Mabel Dodge was a wealthy and prominent socialite and art patron from New York, who became enamored with the West in the 1920s, soon fell in love with a Taos Pueblo man--Tony Luhan. She divorced her third husband, married Tony, and took up residence in Taos, where she and Tony hosted the artists and thinkers of the time at lively salons and retreats in their eclectic home. Georgia O'Keeffe, Ansel Adams, Martha Graham, Carl Jung, and D.H Lawrence found inspiration while visiting, and so did we.

Now a historic inn, the home and its lovely grounds are open to visitors. There is a self-guided tour of the public spaces, which are spectacularly eclectic, artfully blending the adobe frontier architecture of the home that originally stood on the site with airy light-filled spaces that Tony and Mabel added later, echoing the Mediterranean influences they brought back to Taos after renovating their villa in Italy. Standing behind the house and looking up, we could see Mabel's sleeping porch and bathroom with glass on three sides, festively painted by D. H. Lawrence to hide Mabel's bathing rituals from public view.

Francisco de Asis Church, the most photographed church in the United States

We deemed it photo-worthy,
and took our photos against a perfect sky. Too bad they prohibit photos inside.

Hiking Carson National Forest south Boundary Trail We laced up our hiking boots and climbed the rocky, but easy trail that switch-backed up the side of a little mountain. We were shaded by pines, cedars and junipers, and cooled by light breezes as we walked. The hunt for a geocache brought us to a wonderful spot with two rock thrones where we could sit and rest in regal comfort,
looking over the outskirts of Taos in the valley below.

Biking the Rio Grande River Gorge West Rim Trail

We stopped in a Taos bike shop to replace my original bicycle seat, which is now lying beside the road somewhere in eastern Texas, having vibrated loose and fallen off after 2,000 miles. While at the shop, we learned about an "easy" mountain biking trail that runs along the rim of the Rio Grande River Gorge. It sounded like a good place to get our first taste of true mountain biking.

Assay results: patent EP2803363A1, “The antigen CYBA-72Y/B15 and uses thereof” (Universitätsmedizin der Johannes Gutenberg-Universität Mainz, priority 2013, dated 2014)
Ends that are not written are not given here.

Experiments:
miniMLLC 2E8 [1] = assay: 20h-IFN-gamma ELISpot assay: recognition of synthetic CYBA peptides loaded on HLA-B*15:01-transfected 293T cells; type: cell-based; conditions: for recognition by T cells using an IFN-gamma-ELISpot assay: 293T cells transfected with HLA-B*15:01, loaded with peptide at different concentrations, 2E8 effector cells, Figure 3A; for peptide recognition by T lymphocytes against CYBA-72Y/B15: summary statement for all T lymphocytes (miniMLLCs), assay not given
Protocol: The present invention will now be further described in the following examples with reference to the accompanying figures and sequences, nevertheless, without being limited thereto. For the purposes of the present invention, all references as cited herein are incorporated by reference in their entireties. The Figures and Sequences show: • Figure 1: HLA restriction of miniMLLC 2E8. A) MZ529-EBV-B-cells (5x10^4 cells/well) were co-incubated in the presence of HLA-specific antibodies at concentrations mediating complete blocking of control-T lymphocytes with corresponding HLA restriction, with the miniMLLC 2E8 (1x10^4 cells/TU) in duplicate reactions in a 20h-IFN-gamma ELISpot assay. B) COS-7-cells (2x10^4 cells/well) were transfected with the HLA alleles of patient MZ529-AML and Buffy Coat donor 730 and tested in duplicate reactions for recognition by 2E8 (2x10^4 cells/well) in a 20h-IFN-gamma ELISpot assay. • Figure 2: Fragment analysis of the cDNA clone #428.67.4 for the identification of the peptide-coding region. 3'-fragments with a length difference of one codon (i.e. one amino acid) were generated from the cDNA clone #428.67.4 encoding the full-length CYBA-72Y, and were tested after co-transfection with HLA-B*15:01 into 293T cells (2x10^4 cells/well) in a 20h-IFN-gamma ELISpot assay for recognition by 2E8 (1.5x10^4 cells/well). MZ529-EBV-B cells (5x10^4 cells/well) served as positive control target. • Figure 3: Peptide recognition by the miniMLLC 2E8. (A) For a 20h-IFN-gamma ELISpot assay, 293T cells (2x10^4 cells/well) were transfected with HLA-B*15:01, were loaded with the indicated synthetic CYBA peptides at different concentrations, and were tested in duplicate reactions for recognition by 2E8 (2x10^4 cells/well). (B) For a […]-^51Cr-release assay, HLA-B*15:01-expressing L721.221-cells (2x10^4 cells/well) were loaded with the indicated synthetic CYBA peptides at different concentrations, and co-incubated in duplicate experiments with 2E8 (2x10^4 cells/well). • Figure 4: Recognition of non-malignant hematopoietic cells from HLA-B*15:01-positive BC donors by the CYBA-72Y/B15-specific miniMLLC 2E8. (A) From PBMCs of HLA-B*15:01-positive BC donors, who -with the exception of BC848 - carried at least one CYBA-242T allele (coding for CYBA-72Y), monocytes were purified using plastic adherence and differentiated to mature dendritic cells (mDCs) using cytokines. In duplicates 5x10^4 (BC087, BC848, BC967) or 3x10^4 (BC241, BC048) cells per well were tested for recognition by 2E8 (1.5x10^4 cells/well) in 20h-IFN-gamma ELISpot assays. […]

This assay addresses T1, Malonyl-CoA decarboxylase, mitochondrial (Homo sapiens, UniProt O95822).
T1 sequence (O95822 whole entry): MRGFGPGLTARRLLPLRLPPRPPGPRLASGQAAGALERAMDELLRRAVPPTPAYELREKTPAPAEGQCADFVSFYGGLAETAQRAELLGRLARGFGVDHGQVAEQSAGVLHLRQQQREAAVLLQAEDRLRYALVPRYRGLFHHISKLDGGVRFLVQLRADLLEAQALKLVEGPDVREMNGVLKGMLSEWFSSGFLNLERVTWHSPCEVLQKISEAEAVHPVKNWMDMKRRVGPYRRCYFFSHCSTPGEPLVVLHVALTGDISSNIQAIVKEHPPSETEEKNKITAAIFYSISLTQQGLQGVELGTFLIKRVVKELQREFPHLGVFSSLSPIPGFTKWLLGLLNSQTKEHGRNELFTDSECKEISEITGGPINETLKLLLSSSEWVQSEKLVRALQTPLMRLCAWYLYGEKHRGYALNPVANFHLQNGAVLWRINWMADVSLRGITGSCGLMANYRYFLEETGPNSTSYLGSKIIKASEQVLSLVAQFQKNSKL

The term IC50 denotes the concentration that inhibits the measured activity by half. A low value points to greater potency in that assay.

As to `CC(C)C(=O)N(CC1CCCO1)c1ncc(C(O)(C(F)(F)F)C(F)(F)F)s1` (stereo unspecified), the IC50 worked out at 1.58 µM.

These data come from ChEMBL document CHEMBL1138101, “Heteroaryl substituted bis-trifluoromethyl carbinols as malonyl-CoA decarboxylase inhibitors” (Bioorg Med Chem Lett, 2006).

So, the next morning we packed up, grabbed lattes, pastries and the Sunday New York Times at The Bean (voted best Taos coffee shop), and headed for the gorge. We didn't see it until we were right upon it, because the gorge is a narrow snaking crack in the earth with such steep sides that the river flowing 650 feet below can only be seen by walking right up to the rim—or across the pedestrian friendly highway bridge that spans it.

Within less than half a mile of beginning our ride we realized that we might be in over our heads on mountain biking. Although the trail was not hilly, it was far from flat. Big rocks interrupted our pedaling progress, grabbing our pedals and twisting our wheels to the side or sending us a little bit air-born. We had to hop off our bikes and walk them several times.
We didn't mind, though, because the only times we were able to actually enjoy the scenery were when we were off the bikes. While riding, our eyes were riveted on the trail ahead—vigilant for rocks that could send us sprawling or rattlesnakes that might be disturbed by our passage.